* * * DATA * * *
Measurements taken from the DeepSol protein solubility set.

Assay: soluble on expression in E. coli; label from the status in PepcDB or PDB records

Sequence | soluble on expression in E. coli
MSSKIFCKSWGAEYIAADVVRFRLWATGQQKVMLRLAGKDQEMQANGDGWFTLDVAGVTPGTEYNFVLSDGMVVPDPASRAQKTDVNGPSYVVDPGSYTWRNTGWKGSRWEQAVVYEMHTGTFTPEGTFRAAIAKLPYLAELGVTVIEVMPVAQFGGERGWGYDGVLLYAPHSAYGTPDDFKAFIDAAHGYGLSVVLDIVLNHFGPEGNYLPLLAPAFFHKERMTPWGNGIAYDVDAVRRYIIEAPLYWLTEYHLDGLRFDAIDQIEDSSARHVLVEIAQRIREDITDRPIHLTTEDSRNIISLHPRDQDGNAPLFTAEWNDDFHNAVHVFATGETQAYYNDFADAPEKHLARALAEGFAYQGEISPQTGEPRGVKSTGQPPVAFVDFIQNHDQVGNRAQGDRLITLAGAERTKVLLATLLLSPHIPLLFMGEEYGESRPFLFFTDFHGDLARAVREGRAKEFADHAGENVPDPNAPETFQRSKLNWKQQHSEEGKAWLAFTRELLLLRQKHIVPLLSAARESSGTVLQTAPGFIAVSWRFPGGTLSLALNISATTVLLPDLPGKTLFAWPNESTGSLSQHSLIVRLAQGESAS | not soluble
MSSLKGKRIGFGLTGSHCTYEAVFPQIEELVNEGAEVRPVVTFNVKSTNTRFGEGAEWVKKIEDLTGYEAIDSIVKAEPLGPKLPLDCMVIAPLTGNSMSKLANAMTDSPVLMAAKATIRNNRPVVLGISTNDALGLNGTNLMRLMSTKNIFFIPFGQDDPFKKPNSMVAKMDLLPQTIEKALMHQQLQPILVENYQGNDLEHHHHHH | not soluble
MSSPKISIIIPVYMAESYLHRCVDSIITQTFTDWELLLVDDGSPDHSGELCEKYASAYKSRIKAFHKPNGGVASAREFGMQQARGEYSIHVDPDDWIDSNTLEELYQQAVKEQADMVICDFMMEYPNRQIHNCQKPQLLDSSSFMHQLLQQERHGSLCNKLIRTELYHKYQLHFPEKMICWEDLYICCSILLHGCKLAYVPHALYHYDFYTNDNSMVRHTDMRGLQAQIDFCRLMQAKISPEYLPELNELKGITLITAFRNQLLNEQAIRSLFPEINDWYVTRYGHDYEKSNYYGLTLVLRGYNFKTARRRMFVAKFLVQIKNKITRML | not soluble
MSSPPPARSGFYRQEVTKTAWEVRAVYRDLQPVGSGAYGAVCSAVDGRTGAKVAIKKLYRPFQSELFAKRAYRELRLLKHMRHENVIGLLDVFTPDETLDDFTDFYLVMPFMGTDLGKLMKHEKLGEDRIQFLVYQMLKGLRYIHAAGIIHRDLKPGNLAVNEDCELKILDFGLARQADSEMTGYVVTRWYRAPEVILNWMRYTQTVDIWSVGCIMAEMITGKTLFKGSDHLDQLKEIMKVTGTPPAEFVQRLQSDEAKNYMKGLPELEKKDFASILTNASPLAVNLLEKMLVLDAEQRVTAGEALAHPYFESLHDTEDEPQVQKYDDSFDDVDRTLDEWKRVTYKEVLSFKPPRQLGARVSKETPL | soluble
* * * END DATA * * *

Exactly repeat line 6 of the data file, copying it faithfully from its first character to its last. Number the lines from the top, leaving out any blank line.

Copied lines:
MSSPKISIIIPVYMAESYLHRCVDSIITQTFTDWELLLVDDGSPDHSGELCEKYASAYKSRIKAFHKPNGGVASAREFGMQQARGEYSIHVDPDDWIDSNTLEELYQQAVKEQADMVICDFMMEYPNRQIHNCQKPQLLDSSSFMHQLLQQERHGSLCNKLIRTELYHKYQLHFPEKMICWEDLYICCSILLHGCKLAYVPHALYHYDFYTNDNSMVRHTDMRGLQAQIDFCRLMQAKISPEYLPELNELKGITLITAFRNQLLNEQAIRSLFPEINDWYVTRYGHDYEKSNYYGLTLVLRGYNFKTARRRMFVAKFLVQIKNKITRML | not soluble